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Gravitation and the Waltz of the Planets. Guiding Questions. How did ancient astronomers explain the motions of the planets? Why did Copernicus (1473-1543) think that the Earth and the other planets go around the Sun? How did Tycho Brahe (1546-1601) attempt to test the ideas of Copernicus?

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guiding questions
Guiding Questions
  • How did ancient astronomers explain the motions of the planets?
  • Why did Copernicus (1473-1543) think that the Earth and the other planets go around the Sun?
  • How did Tycho Brahe (1546-1601) attempt to test the ideas of Copernicus?
  • What paths do the planets follow as they move around the Sun? Johannes Kepler (1571-1630)
  • What did Galileo (1564-1642) see in his telescope that confirmed that the planets orbit the Sun?
  • What fundamental laws of nature explain the motions of objects on Earth as well as the motions of the planets?
  • Why don’t the planets fall into the Sun?
  • What keeps the same face of the Moon always pointed toward the Earth ?
ancient geocentric models
Ancient Geocentric models
  • Ancient astronomers believed the Earth to be at the center of the universe, and the Earth is at rest
  • All the stars are fixed on the celestial sphere, rotating once a day
  • The Sun and Moon move slowly eastward with respect to the stars
planetary motion
Planetary Motion
  • Like the Sun and Moon, the planets usually move slowly eastward on the celestial sphere with respect to the background of stars
  • This eastward progress is called direct motion
  • Retrograde motion: but from time to time, the planets stop, and move westward for several weeks or months

The Path of Mars in 2009-2010


Ptolemaic System: cycles on cycles

  • Ptolemaic system: each planet is assumed to move in a small cycle called an epicycle, whose center in turn moves in a large cycle, called a deferent, which is centered on the Earth
  • Both the epicycle and deferent rotates in the same direction ---- counter clock-wise

Ptolemaic System: cycles on cycles

  • When the planet is on the part of its epicycle nearest Earth, the motion of the planet along the epicycle is opposite to the motion of the epicycle along the deferent. The planet therefore appears to go backward in retrograde
heliocentric model by copernicus
Heliocentric Model by Copernicus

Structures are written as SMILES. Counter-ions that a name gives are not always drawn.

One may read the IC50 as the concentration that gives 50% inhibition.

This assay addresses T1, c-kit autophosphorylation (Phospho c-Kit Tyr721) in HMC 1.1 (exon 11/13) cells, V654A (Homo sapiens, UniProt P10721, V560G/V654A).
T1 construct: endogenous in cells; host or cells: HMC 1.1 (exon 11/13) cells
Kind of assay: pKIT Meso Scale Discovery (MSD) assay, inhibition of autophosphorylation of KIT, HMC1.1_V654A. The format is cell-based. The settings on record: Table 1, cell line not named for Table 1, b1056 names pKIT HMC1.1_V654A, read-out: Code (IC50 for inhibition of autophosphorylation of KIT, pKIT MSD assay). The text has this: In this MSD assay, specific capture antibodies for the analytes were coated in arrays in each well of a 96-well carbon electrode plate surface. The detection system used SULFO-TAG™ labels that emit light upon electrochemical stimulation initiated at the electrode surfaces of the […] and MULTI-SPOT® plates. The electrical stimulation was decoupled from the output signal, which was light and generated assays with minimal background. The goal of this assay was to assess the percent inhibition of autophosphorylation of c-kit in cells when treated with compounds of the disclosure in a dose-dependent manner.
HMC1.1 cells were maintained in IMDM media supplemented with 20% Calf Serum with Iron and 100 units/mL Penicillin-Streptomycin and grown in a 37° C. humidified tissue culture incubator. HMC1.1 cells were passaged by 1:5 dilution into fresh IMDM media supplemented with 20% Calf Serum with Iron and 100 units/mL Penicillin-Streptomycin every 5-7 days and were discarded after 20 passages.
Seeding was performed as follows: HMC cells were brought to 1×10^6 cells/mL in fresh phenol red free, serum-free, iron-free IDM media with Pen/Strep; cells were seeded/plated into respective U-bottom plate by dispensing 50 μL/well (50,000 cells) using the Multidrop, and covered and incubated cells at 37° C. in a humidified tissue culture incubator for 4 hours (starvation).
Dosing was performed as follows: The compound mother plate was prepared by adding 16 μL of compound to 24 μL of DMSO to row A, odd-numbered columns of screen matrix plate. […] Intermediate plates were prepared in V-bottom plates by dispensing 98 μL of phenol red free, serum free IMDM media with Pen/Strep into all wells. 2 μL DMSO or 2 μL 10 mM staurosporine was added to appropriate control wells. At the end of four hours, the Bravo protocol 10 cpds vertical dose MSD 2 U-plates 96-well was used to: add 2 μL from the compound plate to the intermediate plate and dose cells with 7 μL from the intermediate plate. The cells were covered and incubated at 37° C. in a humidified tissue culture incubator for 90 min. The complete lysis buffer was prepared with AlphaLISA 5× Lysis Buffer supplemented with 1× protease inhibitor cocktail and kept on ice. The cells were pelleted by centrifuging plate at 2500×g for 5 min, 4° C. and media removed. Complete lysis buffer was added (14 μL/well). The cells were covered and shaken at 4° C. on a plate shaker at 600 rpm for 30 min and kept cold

• Heliocentric (Sun-centered) model: all the planets, including the Earth, revolve about the Sun
  • A heliocentric model simplifies the explanation of the retrograde motion of planets
  • Occam’s razor: simple explanations of phenomena are most likely to be correct

Nicolaus Copernicus (1473 – 1543)

heliocentric model by copernicus1
Heliocentric Model by Copernicus
  • Retrograde motion of a planet is caused by the Earth overtaking and passing the slow-moving planet
  • In the case of the Mars, it occurs during the period when the Sun, Earth and Mars are about aligned along a straight line
planetary configurations
Planetary Configurations
  • Inferior planets: Mercury and Venus
    • Their orbits are smaller than the Earth
    • They are always observed near the Sun in the sky
  • Elongation: the angle between the Sun and a planet as viewed from Earth
  • Greatest Eastern Elongation:
    • Mercury or Venus visible after sunset
    • Called “evening star”
  • Greatest Western Elongation:
    • Mercury or Venus visible before sunrise
    • Called “morning star”
planetary configurations1
Planetary Configurations
  • Superior planets: Mars, Jupiter and Saturn
    • Their orbits are larger than the Earth
    • They can appear high in the sky at midnight, thus opposite the Sun with Earth in between
  • Conjunction:
    • The Sun and planet appear together in the celestial sphere
  • Opposition:
    • Earth is between Sun and planet
    • Planet is highest in the sky at midnight
    • Planet appears brightest because it is closest to the Earth

Synodic Period and Sidereal Period

  • Synodic period: the time that elapses between two consecutive identical configurations as seen from the Earth